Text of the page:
It will be important for the coaches to get that position sorted out quickly, so Eason can develop good chemistry with his complementary pieces.
3. Find the right mix in the secondary: The Bulldogs’ secondary struggled mightily during the first half of the season but began to settle in later in the year. The front seven appears to be a strength for Georgia heading into the new year, so a strong secondary would push this defense over the top.
Dominick Sanders and Aaron Davis will be back to lock down the safety position for the Bulldogs, and their experience could prove vital for a talented class of incoming defensive backs. Of course, Deandre Baker was one of the most improved players by season’s end and should return at one of the corner positions.
Georgia could look to add some size at the other corner position, however, and let Malkom Parrish come off the bench. It will also need to fill the “Star” position left open by Maurice Smith. Incoming freshmen Richard LeCounte and Deangelo Gibbs are already on campus and have shut-down potential. Mecole Hardman, the nation’s No. 1 athlete in 2016, could also be a factor.
Richard LeCounte just bullied Devonta Smith into the bench, wow. pic.twitter.com/Be5oYfpIo5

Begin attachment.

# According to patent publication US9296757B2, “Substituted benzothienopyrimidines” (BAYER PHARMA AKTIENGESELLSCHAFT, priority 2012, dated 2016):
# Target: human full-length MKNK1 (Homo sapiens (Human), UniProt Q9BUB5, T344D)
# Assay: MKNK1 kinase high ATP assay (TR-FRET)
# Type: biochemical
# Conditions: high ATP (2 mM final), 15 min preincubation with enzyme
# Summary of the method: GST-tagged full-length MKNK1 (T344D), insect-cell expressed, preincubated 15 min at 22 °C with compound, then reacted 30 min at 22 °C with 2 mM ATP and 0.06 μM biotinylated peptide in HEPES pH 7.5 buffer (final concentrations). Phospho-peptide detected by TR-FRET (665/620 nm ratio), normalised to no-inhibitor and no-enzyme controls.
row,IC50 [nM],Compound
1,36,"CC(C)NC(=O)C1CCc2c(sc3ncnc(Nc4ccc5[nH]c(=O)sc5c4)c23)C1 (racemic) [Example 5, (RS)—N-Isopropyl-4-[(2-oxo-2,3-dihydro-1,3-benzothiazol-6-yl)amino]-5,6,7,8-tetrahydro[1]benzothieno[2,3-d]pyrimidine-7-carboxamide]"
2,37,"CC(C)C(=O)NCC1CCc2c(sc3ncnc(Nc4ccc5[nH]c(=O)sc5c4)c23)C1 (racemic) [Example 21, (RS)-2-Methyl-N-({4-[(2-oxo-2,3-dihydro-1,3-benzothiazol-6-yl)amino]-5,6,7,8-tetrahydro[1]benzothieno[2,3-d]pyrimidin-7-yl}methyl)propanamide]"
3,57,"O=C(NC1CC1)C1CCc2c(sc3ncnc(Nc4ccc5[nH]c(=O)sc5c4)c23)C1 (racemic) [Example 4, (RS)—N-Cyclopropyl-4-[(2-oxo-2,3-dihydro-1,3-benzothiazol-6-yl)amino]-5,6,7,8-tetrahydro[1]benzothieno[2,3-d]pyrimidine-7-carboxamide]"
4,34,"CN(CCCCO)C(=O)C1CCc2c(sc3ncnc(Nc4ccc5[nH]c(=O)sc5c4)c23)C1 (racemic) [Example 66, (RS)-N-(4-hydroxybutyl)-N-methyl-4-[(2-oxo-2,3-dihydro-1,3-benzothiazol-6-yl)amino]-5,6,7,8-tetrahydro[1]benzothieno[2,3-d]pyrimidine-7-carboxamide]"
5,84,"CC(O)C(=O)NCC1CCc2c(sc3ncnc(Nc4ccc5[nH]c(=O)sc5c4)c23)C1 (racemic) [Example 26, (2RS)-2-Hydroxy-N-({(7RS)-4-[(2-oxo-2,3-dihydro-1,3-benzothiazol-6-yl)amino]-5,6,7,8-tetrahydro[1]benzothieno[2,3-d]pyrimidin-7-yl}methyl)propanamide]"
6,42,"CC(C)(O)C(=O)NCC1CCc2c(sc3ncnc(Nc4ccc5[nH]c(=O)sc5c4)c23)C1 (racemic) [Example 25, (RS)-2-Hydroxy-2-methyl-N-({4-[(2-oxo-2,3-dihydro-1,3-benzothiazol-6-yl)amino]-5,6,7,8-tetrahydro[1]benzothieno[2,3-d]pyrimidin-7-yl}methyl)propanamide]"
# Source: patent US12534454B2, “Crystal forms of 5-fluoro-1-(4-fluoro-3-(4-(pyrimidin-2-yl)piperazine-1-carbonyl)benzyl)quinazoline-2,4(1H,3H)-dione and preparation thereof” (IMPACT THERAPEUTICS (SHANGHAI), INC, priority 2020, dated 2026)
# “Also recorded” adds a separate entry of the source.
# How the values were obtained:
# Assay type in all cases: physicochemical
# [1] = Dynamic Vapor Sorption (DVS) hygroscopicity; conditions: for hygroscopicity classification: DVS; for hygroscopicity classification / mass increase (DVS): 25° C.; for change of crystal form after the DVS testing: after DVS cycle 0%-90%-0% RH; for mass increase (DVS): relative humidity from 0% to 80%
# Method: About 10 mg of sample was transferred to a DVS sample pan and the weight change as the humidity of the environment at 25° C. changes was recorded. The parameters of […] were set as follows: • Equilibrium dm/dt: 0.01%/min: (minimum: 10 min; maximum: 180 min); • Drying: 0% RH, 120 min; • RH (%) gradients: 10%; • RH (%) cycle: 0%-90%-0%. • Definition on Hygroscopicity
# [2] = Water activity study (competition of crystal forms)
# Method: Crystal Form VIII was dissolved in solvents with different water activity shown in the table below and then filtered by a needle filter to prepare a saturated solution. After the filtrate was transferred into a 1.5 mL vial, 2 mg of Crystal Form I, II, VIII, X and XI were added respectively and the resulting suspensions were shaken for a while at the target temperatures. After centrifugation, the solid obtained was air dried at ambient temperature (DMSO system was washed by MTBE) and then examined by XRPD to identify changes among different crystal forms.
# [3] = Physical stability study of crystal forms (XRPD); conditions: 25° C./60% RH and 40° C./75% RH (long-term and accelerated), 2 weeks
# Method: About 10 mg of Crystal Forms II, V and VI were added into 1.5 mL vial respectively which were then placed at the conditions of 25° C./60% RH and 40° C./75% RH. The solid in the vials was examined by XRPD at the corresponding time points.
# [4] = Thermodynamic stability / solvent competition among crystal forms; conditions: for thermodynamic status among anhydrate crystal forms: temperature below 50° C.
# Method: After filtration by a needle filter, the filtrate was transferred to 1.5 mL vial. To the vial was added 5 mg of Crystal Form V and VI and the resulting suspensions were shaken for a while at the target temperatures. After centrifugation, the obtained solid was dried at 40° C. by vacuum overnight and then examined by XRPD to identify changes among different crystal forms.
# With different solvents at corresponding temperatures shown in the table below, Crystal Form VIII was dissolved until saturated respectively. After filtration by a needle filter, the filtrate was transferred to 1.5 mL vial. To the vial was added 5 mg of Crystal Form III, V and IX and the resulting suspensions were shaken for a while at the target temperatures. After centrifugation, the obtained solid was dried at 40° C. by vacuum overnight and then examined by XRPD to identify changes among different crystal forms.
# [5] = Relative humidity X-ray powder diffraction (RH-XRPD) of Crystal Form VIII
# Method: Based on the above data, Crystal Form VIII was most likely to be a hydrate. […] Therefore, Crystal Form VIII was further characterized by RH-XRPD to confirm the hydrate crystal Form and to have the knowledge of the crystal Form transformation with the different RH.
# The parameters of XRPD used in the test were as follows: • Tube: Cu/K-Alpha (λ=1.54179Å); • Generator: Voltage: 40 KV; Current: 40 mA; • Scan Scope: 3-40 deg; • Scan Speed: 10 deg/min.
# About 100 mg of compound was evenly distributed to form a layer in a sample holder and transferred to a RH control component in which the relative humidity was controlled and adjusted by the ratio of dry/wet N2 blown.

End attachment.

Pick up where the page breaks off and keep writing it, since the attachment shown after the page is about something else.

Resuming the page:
— John Garcia, Jr. (@JohnGarcia_Jr) January 3, 2017
4. What to do with a crowded backfield: Nick Chubb and Sony Michel’s decisions to return for their senior seasons is some of the biggest news that Georgia could have gotten. Their presence brings proven playmaking ability to this offense and should give it some stability.
It’s also muddied the Bulldogs’ line-of-succession plan, somewhat. Georgia didn’t foresee its two juniors coming back, and it will have five highly-touted players at the position next season. Brian Herrien was the freshmen who saw the most action in 2016, which came at the expense of Elijah Holyfield.
Next year, the Bulldogs add D’Andre Swift, the nation’s No. 4 running back, to the mix. There simply won’t be enough carries to go around, and the coaching staff will have to figure out whether or not redshirts should come into play.
5. Special teams: This isn’t a particularly fun subject to talk about when discussing football, but its importance became obvious for Georgia in 2016.
McKenzie and Reggie Davis will no longer be around to return kicks, which is a job they’ve handled for much of the past three years. Hardman is a good candidate to get some looks in this role, and he will provide the same type of electricity that McKenzie brought to the table.
The ongoing issue regarding Rodrigo Blankenship is another thing to consider. Regardless of your stance on the subject, if Blankenship does leave the program, Georgia will once again have a major hole in the kicking game.
William McFadden covers the University of Georgia for Saturday Down South. For news on everything happening between the hedges, follow him on Twitter @willmcfadden.